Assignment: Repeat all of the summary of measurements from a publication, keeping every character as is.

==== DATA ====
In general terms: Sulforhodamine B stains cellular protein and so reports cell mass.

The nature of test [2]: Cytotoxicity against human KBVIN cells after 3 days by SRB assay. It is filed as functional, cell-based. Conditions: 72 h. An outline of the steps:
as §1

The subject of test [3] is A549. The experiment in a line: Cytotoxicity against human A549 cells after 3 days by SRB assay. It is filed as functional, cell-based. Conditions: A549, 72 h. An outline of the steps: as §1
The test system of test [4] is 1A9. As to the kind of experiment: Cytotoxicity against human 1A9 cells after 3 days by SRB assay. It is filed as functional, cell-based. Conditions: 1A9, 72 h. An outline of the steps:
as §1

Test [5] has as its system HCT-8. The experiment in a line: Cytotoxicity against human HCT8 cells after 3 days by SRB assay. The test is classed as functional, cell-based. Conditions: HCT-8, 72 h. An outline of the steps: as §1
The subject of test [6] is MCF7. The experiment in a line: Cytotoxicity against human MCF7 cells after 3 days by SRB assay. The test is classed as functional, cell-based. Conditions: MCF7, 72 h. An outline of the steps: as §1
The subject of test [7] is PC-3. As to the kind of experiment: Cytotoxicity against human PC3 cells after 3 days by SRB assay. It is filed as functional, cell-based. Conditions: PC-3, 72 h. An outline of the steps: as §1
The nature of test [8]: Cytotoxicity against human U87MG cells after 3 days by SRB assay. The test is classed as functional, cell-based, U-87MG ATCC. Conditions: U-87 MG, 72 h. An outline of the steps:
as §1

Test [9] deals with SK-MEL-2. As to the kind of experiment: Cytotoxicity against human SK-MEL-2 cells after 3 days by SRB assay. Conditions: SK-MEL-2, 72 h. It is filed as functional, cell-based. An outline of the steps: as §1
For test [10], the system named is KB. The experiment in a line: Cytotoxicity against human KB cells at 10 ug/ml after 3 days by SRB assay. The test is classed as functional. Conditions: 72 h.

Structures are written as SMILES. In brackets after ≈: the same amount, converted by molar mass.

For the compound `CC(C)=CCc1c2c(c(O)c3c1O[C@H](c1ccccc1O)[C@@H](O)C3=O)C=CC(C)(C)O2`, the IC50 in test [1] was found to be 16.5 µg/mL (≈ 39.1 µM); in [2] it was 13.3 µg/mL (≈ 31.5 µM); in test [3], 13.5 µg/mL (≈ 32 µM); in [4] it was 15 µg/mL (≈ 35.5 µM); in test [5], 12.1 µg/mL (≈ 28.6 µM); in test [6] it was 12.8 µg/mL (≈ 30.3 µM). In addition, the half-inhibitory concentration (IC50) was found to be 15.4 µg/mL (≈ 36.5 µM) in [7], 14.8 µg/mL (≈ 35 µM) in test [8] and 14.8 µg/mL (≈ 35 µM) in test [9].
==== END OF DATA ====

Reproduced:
In general terms: Sulforhodamine B stains cellular protein and so reports cell mass.

The nature of test [2]: Cytotoxicity against human KBVIN cells after 3 days by SRB assay. It is filed as functional, cell-based. Conditions: 72 h. An outline of the steps:
as §1

The subject of test [3] is A549. The experiment in a line: Cytotoxicity against human A549 cells after 3 days by SRB assay. It is filed as functional, cell-based. Conditions: A549, 72 h. An outline of the steps: as §1
The test system of test [4] is 1A9. As to the kind of experiment: Cytotoxicity against human 1A9 cells after 3 days by SRB assay. It is filed as functional, cell-based. Conditions: 1A9, 72 h. An outline of the steps:
as §1

Test [5] has as its system HCT-8. The experiment in a line: Cytotoxicity against human HCT8 cells after 3 days by SRB assay. The test is classed as functional, cell-based. Conditions: HCT-8, 72 h. An outline of the steps: as §1
The subject of test [6] is MCF7. The experiment in a line: Cytotoxicity against human MCF7 cells after 3 days by SRB assay. The test is classed as functional, cell-based. Conditions: MCF7, 72 h. An outline of the steps: as §1
The subject of test [7] is PC-3. As to the kind of experiment: Cytotoxicity against human PC3 cells after 3 days by SRB assay. It is filed as functional, cell-based. Conditions: PC-3, 72 h. An outline of the steps: as §1
The nature of test [8]: Cytotoxicity against human U87MG cells after 3 days by SRB assay. The test is classed as functional, cell-based, U-87MG ATCC. Conditions: U-87 MG, 72 h. An outline of the steps:
as §1

Test [9] deals with SK-MEL-2. As to the kind of experiment: Cytotoxicity against human SK-MEL-2 cells after 3 days by SRB assay. Conditions: SK-MEL-2, 72 h. It is filed as functional, cell-based. An outline of the steps: as §1
For test [10], the system named is KB. The experiment in a line: Cytotoxicity against human KB cells at 10 ug/ml after 3 days by SRB assay. The test is classed as functional. Conditions: 72 h.

Structures are written as SMILES. In brackets after ≈: the same amount, converted by molar mass.

For the compound `CC(C)=CCc1c2c(c(O)c3c1O[C@H](c1ccccc1O)[C@@H](O)C3=O)C=CC(C)(C)O2`, the IC50 in test [1] was found to be 16.5 µg/mL (≈ 39.1 µM); in [2] it was 13.3 µg/mL (≈ 31.5 µM); in test [3], 13.5 µg/mL (≈ 32 µM); in [4] it was 15 µg/mL (≈ 35.5 µM); in test [5], 12.1 µg/mL (≈ 28.6 µM); in test [6] it was 12.8 µg/mL (≈ 30.3 µM). In addition, the half-inhibitory concentration (IC50) was found to be 15.4 µg/mL (≈ 36.5 µM) in [7], 14.8 µg/mL (≈ 35 µM) in test [8] and 14.8 µg/mL (≈ 35 µM) in test [9].